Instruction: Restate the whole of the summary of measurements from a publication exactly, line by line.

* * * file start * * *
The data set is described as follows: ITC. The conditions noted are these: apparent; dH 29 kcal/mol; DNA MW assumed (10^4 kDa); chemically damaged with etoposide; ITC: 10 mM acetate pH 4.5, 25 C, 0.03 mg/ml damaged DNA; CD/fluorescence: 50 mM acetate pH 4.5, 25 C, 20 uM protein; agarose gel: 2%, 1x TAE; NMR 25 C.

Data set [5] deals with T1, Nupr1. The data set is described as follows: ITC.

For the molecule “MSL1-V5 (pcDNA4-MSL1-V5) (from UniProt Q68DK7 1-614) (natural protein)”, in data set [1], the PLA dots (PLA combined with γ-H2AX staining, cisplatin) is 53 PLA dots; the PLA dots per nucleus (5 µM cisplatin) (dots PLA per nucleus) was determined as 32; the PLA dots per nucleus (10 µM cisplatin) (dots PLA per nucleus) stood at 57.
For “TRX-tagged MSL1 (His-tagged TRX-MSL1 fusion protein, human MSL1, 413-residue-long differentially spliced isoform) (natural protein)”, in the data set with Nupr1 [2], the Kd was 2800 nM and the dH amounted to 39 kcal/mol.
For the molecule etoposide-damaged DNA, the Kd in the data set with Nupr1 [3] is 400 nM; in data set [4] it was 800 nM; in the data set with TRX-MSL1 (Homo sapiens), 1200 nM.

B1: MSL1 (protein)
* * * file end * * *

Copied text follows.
The data set is described as follows: ITC. The conditions noted are these: apparent; dH 29 kcal/mol; DNA MW assumed (10^4 kDa); chemically damaged with etoposide; ITC: 10 mM acetate pH 4.5, 25 C, 0.03 mg/ml damaged DNA; CD/fluorescence: 50 mM acetate pH 4.5, 25 C, 20 uM protein; agarose gel: 2%, 1x TAE; NMR 25 C.

Data set [5] deals with T1, Nupr1. The data set is described as follows: ITC.

For the molecule “MSL1-V5 (pcDNA4-MSL1-V5) (from UniProt Q68DK7 1-614) (natural protein)”, in data set [1], the PLA dots (PLA combined with γ-H2AX staining, cisplatin) is 53 PLA dots; the PLA dots per nucleus (5 µM cisplatin) (dots PLA per nucleus) was determined as 32; the PLA dots per nucleus (10 µM cisplatin) (dots PLA per nucleus) stood at 57.
For “TRX-tagged MSL1 (His-tagged TRX-MSL1 fusion protein, human MSL1, 413-residue-long differentially spliced isoform) (natural protein)”, in the data set with Nupr1 [2], the Kd was 2800 nM and the dH amounted to 39 kcal/mol.
For the molecule etoposide-damaged DNA, the Kd in the data set with Nupr1 [3] is 400 nM; in data set [4] it was 800 nM; in the data set with TRX-MSL1 (Homo sapiens), 1200 nM.

B1: MSL1 (protein)